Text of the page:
INDIA: Red tape continues to impede exports
Published: 06/25/2012, 7:55:19 AM
Although the government has allowed free sugar export, it has imposed some norms that limit despatches to 25,000 tonnes at one go, much to the chagrin of the industry, according to India's Telegraph newspaper.
A government decision in May brought sugar in the open general licence list - meaning no quantitative restrictions on exports - for the 2011/12 season that runs till September.
Mills were free to export the sweetener under OGL without requiring any release order from the directorate of sugar under the ministry of consumer affairs, food & public distribution. It came as a huge relief for producers given the surplus production in the country and high cane payment arrears to farmers. Earlier, the government permitted exports in tranches, and it asked mills to seek its approval for individual shipments.
However, under the new system, producers are still required to get a registration certificate issued by the Directorate General of Foreign Trade (DGFT).
"Who says that we have total free exports of sugar? Some kind of restriction does exist," sources said.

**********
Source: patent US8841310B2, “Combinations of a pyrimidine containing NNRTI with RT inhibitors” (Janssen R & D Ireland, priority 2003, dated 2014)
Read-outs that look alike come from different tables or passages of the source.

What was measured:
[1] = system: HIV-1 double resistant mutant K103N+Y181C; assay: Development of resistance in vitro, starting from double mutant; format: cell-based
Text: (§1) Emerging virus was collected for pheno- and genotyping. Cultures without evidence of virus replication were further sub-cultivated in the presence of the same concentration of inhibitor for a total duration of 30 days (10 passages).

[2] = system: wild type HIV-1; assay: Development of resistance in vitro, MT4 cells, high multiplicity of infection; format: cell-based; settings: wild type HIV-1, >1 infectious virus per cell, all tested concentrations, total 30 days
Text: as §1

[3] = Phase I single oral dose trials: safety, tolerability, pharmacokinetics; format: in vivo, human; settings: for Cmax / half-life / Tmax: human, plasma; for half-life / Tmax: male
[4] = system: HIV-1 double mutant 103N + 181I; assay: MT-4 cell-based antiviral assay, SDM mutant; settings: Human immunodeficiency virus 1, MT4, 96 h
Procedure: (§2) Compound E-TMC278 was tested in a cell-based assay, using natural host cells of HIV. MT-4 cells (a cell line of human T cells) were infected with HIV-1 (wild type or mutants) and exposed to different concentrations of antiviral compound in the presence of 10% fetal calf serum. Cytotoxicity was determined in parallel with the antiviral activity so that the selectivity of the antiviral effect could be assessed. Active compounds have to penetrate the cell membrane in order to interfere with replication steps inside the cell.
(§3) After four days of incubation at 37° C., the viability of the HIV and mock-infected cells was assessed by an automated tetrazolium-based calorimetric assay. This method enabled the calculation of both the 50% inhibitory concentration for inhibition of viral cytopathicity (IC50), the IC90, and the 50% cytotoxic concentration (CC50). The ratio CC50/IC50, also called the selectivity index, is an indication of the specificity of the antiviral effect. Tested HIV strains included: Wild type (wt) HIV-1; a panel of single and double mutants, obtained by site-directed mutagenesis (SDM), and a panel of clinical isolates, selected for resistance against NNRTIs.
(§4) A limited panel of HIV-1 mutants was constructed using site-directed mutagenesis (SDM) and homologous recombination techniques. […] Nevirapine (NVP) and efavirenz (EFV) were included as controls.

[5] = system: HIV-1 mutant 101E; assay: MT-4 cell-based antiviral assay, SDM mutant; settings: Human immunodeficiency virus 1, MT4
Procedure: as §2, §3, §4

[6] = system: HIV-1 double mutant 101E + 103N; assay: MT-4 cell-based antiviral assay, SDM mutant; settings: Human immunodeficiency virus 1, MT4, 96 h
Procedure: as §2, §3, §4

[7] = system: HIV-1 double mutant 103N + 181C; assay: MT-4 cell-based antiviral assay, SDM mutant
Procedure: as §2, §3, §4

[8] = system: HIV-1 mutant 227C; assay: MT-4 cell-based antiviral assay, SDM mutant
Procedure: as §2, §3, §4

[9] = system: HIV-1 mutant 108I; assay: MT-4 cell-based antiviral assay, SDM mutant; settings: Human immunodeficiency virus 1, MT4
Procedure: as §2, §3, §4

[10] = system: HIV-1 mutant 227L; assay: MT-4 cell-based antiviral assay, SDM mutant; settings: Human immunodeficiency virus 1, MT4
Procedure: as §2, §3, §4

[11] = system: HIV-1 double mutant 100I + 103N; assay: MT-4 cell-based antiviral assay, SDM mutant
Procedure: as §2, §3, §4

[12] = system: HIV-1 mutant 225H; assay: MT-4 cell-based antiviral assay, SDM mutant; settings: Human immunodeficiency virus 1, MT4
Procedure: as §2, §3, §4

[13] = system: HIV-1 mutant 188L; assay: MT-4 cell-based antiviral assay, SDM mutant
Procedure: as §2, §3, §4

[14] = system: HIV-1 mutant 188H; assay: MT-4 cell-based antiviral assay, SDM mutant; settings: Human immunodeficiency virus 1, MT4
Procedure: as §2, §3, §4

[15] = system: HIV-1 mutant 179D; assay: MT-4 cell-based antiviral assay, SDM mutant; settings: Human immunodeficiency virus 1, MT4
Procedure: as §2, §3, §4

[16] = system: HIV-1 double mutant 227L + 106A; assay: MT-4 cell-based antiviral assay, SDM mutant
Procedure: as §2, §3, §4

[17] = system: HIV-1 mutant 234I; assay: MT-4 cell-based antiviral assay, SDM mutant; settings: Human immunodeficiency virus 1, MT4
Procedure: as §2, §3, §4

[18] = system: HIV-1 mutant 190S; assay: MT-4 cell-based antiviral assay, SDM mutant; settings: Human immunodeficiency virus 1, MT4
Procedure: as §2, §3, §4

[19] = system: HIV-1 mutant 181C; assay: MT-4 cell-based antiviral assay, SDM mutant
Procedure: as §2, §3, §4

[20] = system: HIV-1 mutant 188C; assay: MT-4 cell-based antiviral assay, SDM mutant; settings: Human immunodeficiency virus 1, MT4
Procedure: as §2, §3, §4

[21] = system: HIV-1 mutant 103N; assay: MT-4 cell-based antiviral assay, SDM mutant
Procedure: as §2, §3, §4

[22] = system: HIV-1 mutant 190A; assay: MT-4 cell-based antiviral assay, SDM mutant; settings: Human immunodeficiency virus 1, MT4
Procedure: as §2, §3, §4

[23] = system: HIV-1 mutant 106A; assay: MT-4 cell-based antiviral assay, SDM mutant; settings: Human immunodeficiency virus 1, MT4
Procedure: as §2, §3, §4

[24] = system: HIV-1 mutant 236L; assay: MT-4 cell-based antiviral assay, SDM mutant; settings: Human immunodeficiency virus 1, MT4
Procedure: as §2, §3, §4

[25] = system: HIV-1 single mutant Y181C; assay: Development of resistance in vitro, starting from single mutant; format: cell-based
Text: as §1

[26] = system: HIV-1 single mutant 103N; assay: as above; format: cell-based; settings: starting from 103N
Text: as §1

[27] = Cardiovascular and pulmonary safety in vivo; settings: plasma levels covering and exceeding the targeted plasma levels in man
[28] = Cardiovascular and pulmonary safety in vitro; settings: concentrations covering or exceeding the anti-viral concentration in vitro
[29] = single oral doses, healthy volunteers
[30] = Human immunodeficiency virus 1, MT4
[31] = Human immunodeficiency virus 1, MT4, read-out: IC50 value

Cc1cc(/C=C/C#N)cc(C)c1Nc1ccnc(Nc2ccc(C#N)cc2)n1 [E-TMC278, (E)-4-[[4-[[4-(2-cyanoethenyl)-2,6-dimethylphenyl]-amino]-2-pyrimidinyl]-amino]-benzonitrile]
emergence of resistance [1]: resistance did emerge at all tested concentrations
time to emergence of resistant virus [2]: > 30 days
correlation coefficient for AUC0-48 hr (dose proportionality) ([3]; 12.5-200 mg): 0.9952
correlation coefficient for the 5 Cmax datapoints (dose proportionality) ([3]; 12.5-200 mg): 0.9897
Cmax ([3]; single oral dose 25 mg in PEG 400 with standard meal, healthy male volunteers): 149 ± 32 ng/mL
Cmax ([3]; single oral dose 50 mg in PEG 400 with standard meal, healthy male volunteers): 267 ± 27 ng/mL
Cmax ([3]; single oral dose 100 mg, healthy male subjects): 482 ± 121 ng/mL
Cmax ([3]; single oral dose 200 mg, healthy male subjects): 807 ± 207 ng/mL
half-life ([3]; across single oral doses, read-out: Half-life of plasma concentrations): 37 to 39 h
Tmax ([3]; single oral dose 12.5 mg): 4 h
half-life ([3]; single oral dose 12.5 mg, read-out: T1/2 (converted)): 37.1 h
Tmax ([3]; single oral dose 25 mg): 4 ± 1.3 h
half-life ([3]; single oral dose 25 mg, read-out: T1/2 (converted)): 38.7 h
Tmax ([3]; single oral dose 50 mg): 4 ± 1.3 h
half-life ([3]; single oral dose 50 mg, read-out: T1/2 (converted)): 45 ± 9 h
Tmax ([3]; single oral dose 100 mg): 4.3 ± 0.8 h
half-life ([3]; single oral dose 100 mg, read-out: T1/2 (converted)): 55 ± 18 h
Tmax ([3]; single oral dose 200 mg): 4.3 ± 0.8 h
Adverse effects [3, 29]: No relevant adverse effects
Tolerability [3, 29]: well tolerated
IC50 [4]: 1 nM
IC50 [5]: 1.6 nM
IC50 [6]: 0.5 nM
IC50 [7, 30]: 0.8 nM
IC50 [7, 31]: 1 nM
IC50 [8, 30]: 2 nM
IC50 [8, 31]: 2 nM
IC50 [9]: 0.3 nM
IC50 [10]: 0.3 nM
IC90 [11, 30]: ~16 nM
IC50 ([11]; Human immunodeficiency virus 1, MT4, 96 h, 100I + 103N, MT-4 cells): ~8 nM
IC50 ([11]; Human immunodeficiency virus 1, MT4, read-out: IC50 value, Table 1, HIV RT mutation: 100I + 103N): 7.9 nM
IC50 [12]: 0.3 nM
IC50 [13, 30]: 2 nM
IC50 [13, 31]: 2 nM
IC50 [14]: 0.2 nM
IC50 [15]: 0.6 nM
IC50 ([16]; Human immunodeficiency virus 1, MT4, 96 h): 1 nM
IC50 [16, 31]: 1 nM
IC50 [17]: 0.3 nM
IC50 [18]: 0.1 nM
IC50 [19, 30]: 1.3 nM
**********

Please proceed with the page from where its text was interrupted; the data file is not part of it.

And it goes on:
He said an applicant was permitted export of 25,000 tonnes through the registration certificate. The exporter will have to despatch at least 50% of this quantity before making another application.
Exporters are given 60 days from the date of issuance of a certificate to complete the order.
Industry sources pointed out that the entire process was cumbersome: firstly, fulfiling the 50% target takes time. Second, obtaining a new registration is also time-consuming.
Industry body Indian Sugar Mills Association has requested the government to permit millers to lift the 50% stipulation and allow exports in batches of 5,000 tonnes.
The development comes at a time sugar production in Brazil - the world's largest producer - has not picked up because of delayed rains.
Sources indicated that the industry had been successful in getting better prices in the international market. It is estimated that the cur- rent sugar season could see exports of at least 3.50 million tonnes.
Sugar output is estimated at 26 million tonnes in this season against 24 million tonnes in the previous year. Annual domestic demand is put at around 22 million tonnes.